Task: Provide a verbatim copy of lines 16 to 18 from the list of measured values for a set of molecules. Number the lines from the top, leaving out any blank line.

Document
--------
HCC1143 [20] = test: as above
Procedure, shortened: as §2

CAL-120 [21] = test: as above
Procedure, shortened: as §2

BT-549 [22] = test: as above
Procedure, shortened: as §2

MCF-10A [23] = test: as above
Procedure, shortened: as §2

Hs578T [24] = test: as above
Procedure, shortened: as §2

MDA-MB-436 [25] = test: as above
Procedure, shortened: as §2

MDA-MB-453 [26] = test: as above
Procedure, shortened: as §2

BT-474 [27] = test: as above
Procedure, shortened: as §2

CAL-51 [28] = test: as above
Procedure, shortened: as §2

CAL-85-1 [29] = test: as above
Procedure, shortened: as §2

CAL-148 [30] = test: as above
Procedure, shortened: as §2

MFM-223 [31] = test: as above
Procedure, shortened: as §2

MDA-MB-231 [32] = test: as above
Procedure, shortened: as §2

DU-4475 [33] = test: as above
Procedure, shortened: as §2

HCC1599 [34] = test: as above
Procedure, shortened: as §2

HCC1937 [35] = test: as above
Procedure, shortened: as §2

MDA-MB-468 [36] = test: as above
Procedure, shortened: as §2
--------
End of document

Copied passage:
Procedure, shortened: as §2

CAL-51 [28] = test: as above
Procedure, shortened: as §2